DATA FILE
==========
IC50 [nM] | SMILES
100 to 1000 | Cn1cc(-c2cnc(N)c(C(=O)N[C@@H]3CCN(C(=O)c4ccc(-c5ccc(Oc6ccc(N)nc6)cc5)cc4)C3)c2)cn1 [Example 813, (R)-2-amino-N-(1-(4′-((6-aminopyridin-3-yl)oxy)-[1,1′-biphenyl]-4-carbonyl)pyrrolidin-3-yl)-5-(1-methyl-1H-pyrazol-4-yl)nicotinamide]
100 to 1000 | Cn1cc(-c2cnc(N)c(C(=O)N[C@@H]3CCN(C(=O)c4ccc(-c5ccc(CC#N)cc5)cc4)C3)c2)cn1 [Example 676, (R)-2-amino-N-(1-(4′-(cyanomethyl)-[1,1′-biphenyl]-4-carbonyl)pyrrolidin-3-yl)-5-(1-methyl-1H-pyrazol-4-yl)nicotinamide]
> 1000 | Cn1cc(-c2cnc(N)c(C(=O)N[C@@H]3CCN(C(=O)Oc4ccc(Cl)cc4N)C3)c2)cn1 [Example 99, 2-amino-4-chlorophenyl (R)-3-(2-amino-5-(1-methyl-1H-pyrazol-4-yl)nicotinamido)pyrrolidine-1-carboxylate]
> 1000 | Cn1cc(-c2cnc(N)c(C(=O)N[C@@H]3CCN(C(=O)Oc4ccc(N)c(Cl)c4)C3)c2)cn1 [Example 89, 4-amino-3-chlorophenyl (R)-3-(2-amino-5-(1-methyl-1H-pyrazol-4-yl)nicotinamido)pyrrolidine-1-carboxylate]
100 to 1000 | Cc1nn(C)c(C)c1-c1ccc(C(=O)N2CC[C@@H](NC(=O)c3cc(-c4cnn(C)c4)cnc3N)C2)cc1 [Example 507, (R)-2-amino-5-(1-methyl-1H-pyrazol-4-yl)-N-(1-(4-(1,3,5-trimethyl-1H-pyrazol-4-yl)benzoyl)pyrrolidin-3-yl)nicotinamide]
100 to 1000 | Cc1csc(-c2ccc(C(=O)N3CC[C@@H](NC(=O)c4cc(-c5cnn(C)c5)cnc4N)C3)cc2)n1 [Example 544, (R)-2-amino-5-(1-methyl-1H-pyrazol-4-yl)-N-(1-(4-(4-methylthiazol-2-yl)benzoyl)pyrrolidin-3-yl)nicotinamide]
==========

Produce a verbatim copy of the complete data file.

IC50 [nM] | SMILES
100 to 1000 | Cn1cc(-c2cnc(N)c(C(=O)N[C@@H]3CCN(C(=O)c4ccc(-c5ccc(Oc6ccc(N)nc6)cc5)cc4)C3)c2)cn1 [Example 813, (R)-2-amino-N-(1-(4′-((6-aminopyridin-3-yl)oxy)-[1,1′-biphenyl]-4-carbonyl)pyrrolidin-3-yl)-5-(1-methyl-1H-pyrazol-4-yl)nicotinamide]
100 to 1000 | Cn1cc(-c2cnc(N)c(C(=O)N[C@@H]3CCN(C(=O)c4ccc(-c5ccc(CC#N)cc5)cc4)C3)c2)cn1 [Example 676, (R)-2-amino-N-(1-(4′-(cyanomethyl)-[1,1′-biphenyl]-4-carbonyl)pyrrolidin-3-yl)-5-(1-methyl-1H-pyrazol-4-yl)nicotinamide]
> 1000 | Cn1cc(-c2cnc(N)c(C(=O)N[C@@H]3CCN(C(=O)Oc4ccc(Cl)cc4N)C3)c2)cn1 [Example 99, 2-amino-4-chlorophenyl (R)-3-(2-amino-5-(1-methyl-1H-pyrazol-4-yl)nicotinamido)pyrrolidine-1-carboxylate]
> 1000 | Cn1cc(-c2cnc(N)c(C(=O)N[C@@H]3CCN(C(=O)Oc4ccc(N)c(Cl)c4)C3)c2)cn1 [Example 89, 4-amino-3-chlorophenyl (R)-3-(2-amino-5-(1-methyl-1H-pyrazol-4-yl)nicotinamido)pyrrolidine-1-carboxylate]
100 to 1000 | Cc1nn(C)c(C)c1-c1ccc(C(=O)N2CC[C@@H](NC(=O)c3cc(-c4cnn(C)c4)cnc3N)C2)cc1 [Example 507, (R)-2-amino-5-(1-methyl-1H-pyrazol-4-yl)-N-(1-(4-(1,3,5-trimethyl-1H-pyrazol-4-yl)benzoyl)pyrrolidin-3-yl)nicotinamide]
100 to 1000 | Cc1csc(-c2ccc(C(=O)N3CC[C@@H](NC(=O)c4cc(-c5cnn(C)c5)cnc4N)C3)cc2)n1 [Example 544, (R)-2-amino-5-(1-methyl-1H-pyrazol-4-yl)-N-(1-(4-(4-methylthiazol-2-yl)benzoyl)pyrrolidin-3-yl)nicotinamide]